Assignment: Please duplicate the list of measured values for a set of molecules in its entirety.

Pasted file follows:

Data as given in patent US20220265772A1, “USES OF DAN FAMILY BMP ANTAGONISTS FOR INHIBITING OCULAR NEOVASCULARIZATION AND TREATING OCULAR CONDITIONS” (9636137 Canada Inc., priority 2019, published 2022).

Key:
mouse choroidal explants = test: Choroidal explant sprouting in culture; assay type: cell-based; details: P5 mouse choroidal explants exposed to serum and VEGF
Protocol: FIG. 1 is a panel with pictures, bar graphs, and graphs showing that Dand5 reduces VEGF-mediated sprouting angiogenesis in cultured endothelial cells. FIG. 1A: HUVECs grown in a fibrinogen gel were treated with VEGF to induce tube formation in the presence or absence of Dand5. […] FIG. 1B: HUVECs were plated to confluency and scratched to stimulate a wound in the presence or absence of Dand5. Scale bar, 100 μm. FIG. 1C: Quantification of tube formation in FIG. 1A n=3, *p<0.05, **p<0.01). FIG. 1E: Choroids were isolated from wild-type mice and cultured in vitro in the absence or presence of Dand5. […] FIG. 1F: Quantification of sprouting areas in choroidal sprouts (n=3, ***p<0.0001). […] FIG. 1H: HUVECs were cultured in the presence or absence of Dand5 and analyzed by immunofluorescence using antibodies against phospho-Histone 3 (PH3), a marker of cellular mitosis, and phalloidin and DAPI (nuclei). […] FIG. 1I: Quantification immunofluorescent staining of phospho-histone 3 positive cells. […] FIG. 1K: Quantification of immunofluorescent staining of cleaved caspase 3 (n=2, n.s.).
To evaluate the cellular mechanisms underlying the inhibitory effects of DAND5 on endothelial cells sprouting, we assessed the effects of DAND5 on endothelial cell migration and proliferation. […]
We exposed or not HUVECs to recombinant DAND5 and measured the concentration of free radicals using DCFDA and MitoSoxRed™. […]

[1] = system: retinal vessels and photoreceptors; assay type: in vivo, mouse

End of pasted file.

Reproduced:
Data as given in patent US20220265772A1, “USES OF DAN FAMILY BMP ANTAGONISTS FOR INHIBITING OCULAR NEOVASCULARIZATION AND TREATING OCULAR CONDITIONS” (9636137 Canada Inc., priority 2019, published 2022).

Key:
mouse choroidal explants = test: Choroidal explant sprouting in culture; assay type: cell-based; details: P5 mouse choroidal explants exposed to serum and VEGF
Protocol: FIG. 1 is a panel with pictures, bar graphs, and graphs showing that Dand5 reduces VEGF-mediated sprouting angiogenesis in cultured endothelial cells. FIG. 1A: HUVECs grown in a fibrinogen gel were treated with VEGF to induce tube formation in the presence or absence of Dand5. […] FIG. 1B: HUVECs were plated to confluency and scratched to stimulate a wound in the presence or absence of Dand5. Scale bar, 100 μm. FIG. 1C: Quantification of tube formation in FIG. 1A n=3, *p<0.05, **p<0.01). FIG. 1E: Choroids were isolated from wild-type mice and cultured in vitro in the absence or presence of Dand5. […] FIG. 1F: Quantification of sprouting areas in choroidal sprouts (n=3, ***p<0.0001). […] FIG. 1H: HUVECs were cultured in the presence or absence of Dand5 and analyzed by immunofluorescence using antibodies against phospho-Histone 3 (PH3), a marker of cellular mitosis, and phalloidin and DAPI (nuclei). […] FIG. 1I: Quantification immunofluorescent staining of phospho-histone 3 positive cells. […] FIG. 1K: Quantification of immunofluorescent staining of cleaved caspase 3 (n=2, n.s.).
To evaluate the cellular mechanisms underlying the inhibitory effects of DAND5 on endothelial cells sprouting, we assessed the effects of DAND5 on endothelial cell migration and proliferation. […]
We exposed or not HUVECs to recombinant DAND5 and measured the concentration of free radicals using DCFDA and MitoSoxRed™. […]

[1] = system: retinal vessels and photoreceptors; assay type: in vivo, mouse